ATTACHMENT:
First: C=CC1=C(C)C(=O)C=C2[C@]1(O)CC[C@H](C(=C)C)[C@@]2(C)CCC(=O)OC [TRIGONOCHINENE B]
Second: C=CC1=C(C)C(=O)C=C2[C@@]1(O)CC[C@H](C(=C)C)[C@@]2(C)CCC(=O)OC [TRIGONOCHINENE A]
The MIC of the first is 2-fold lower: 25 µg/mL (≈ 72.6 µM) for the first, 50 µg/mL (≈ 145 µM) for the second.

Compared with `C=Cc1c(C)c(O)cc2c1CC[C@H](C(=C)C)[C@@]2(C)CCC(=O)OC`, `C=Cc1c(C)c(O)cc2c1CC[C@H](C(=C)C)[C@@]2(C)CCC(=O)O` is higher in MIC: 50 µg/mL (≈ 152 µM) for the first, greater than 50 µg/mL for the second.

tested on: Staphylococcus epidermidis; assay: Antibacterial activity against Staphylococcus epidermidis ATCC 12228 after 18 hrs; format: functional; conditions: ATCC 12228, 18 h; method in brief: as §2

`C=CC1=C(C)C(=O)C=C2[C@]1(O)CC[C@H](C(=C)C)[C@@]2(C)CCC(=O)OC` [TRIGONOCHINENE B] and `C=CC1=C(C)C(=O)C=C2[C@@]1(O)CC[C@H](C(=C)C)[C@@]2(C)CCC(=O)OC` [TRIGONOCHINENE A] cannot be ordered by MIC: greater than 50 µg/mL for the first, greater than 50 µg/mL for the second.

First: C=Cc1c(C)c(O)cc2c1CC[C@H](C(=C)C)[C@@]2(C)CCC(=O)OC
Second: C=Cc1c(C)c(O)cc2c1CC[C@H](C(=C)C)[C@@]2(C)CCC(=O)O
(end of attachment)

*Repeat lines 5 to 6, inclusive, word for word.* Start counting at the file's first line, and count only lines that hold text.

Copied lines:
tested on: Staphylococcus epidermidis; assay: Antibacterial activity against Staphylococcus epidermidis ATCC 12228 after 18 hrs; format: functional; conditions: ATCC 12228, 18 h; method in brief: as §2

`C=CC1=C(C)C(=O)C=C2[C@]1(O)CC[C@H](C(=C)C)[C@@]2(C)CCC(=O)OC` [TRIGONOCHINENE B] and `C=CC1=C(C)C(=O)C=C2[C@@]1(O)CC[C@H](C(=C)C)[C@@]2(C)CCC(=O)OC` [TRIGONOCHINENE A] cannot be ordered by MIC: greater than 50 µg/mL for the first, greater than 50 µg/mL for the second.